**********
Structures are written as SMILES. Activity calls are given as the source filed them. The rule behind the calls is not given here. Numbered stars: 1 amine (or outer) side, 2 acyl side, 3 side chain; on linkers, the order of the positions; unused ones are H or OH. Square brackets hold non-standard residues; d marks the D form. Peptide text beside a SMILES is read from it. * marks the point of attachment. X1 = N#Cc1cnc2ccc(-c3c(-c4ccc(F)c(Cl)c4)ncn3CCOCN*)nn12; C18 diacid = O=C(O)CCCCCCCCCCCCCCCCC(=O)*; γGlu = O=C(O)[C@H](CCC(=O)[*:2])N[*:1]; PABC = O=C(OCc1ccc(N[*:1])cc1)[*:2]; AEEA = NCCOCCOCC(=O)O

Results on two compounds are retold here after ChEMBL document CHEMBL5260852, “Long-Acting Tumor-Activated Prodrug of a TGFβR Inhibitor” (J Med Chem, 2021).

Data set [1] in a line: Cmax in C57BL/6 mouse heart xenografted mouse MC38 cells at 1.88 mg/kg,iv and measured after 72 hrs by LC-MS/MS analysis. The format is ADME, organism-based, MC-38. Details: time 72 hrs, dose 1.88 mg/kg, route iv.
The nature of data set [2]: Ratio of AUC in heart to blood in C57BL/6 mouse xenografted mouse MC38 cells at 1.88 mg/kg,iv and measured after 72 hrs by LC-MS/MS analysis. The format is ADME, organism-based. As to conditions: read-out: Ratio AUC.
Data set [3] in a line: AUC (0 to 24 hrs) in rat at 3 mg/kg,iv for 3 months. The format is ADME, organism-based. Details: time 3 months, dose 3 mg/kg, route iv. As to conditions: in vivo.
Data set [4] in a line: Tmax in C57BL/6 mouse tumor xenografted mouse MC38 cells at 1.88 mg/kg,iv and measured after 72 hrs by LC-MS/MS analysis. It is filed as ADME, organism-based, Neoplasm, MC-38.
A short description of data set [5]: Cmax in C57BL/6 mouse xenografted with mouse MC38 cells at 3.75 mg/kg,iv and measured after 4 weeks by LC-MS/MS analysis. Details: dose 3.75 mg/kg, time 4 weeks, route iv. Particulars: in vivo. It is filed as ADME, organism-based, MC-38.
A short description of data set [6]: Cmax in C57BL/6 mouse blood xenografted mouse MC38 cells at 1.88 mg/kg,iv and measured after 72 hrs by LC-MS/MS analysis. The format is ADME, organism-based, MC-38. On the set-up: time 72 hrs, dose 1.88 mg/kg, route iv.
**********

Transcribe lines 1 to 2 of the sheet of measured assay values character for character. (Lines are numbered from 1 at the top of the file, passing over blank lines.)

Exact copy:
Structures are written as SMILES. Activity calls are given as the source filed them. The rule behind the calls is not given here. Numbered stars: 1 amine (or outer) side, 2 acyl side, 3 side chain; on linkers, the order of the positions; unused ones are H or OH. Square brackets hold non-standard residues; d marks the D form. Peptide text beside a SMILES is read from it. * marks the point of attachment. X1 = N#Cc1cnc2ccc(-c3c(-c4ccc(F)c(Cl)c4)ncn3CCOCN*)nn12; C18 diacid = O=C(O)CCCCCCCCCCCCCCCCC(=O)*; γGlu = O=C(O)[C@H](CCC(=O)[*:2])N[*:1]; PABC = O=C(OCc1ccc(N[*:1])cc1)[*:2]; AEEA = NCCOCCOCC(=O)O

Results on two compounds are retold here after ChEMBL document CHEMBL5260852, “Long-Acting Tumor-Activated Prodrug of a TGFβR Inhibitor” (J Med Chem, 2021).